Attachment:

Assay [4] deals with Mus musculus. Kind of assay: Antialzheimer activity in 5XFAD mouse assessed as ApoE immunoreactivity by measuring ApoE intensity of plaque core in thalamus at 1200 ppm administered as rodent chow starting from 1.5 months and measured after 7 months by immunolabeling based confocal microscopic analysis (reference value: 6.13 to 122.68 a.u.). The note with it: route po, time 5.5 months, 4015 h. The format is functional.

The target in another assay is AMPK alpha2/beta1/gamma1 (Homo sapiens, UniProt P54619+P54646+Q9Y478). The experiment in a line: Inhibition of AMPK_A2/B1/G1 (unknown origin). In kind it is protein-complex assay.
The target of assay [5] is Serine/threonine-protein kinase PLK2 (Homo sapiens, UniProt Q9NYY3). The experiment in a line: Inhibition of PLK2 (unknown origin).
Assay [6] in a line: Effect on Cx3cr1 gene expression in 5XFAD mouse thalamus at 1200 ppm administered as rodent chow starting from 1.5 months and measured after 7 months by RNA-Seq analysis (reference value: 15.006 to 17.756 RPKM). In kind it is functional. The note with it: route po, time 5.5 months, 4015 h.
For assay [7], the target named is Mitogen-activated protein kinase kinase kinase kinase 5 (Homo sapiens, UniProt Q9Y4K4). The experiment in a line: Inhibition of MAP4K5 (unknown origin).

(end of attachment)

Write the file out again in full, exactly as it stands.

Assay [4] deals with Mus musculus. Kind of assay: Antialzheimer activity in 5XFAD mouse assessed as ApoE immunoreactivity by measuring ApoE intensity of plaque core in thalamus at 1200 ppm administered as rodent chow starting from 1.5 months and measured after 7 months by immunolabeling based confocal microscopic analysis (reference value: 6.13 to 122.68 a.u.). The note with it: route po, time 5.5 months, 4015 h. The format is functional.

The target in another assay is AMPK alpha2/beta1/gamma1 (Homo sapiens, UniProt P54619+P54646+Q9Y478). The experiment in a line: Inhibition of AMPK_A2/B1/G1 (unknown origin). In kind it is protein-complex assay.
The target of assay [5] is Serine/threonine-protein kinase PLK2 (Homo sapiens, UniProt Q9NYY3). The experiment in a line: Inhibition of PLK2 (unknown origin).
Assay [6] in a line: Effect on Cx3cr1 gene expression in 5XFAD mouse thalamus at 1200 ppm administered as rodent chow starting from 1.5 months and measured after 7 months by RNA-Seq analysis (reference value: 15.006 to 17.756 RPKM). In kind it is functional. The note with it: route po, time 5.5 months, 4015 h.
For assay [7], the target named is Mitogen-activated protein kinase kinase kinase kinase 5 (Homo sapiens, UniProt Q9Y4K4). The experiment in a line: Inhibition of MAP4K5 (unknown origin).